News & Events

Minted Prose News


JUNE 01, 2009, NEW YORK, NY


Minted Prose is proud to announce the publication of Green Eyes in the Amazon by P. J. Fischer, a fast-paced adventure set in the steaming Amazon jungle in the near future. The story follows Julia, a computer-generated life form, created by scientist Steven Sumpter, and the moral dilemmas each face as Julia unexpectedly evolves from an artificial life form to a member of the human race. Green Eyes in the Amazon probes the intersection of religion, science, and politics—an explosive combination and compelling look at the near future and an irresistible and riveting read.

But could a computer really generate a person?

At first glance, the premise of Green Eyes in the Amazon, and its prequel, Julia and the Dream Maker, seem the stuff of pure fantasy—a mathematical equation becomes human—but it is actually not improbable that a scientist will develop a mathematical equation that mutates into new life.

“Science is full of mathematical equations,” said P. J. Fischer, author of Green Eyes in the Amazon and Julia and the Dream Maker. “It's just that the one in my books is alive and has a name—Julia.”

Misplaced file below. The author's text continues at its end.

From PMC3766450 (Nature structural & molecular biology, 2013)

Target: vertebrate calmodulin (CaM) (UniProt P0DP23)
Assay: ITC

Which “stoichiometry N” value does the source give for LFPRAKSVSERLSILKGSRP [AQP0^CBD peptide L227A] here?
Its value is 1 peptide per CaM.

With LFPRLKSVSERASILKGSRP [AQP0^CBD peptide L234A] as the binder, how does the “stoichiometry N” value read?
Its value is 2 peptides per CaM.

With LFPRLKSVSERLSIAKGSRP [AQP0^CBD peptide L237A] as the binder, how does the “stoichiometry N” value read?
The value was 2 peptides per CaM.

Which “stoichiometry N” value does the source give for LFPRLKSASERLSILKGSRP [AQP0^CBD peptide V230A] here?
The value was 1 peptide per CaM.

“Science is figuring out the recipe for life right now,” he added. “How much of this chemical and how much of that chemical is mixed together to get a living thing. One day in the near future, someone like the scientist in my stories will be able to write an equation describing life and put it in a massive quantum computer. Who can say with certainty that the program won't understand the physics of quantum mechanics to create a human being?”

“Fischer's stories draw their inspiration from the work of the late Stephen Jay Gould, an evolutionary biologist and paleontologist who developed the theory of ‘punctuated equilibrium’ in evolution. Essentially, he discovered that species can take sudden jumps rather than small steps in evolving, and that's what happens in these books. The problem, however, is that evolution as a concept, whether sudden or over time, is rejected by many religions today, and that problem only gets worse in the near future where the books are set.”

“Gould's ideas about evolution and society's impassioned feelings about the proper role of science and religion roll through the pages of Green Eyes in the Amazon,” Fischer said. “And these topics are ardently debated today.”

“From the looks of it, this conflict between science and religion will only loom larger and louder in the future,” Fischer continues. “My novels offer one scenario in which these tensions can play themselves out.”

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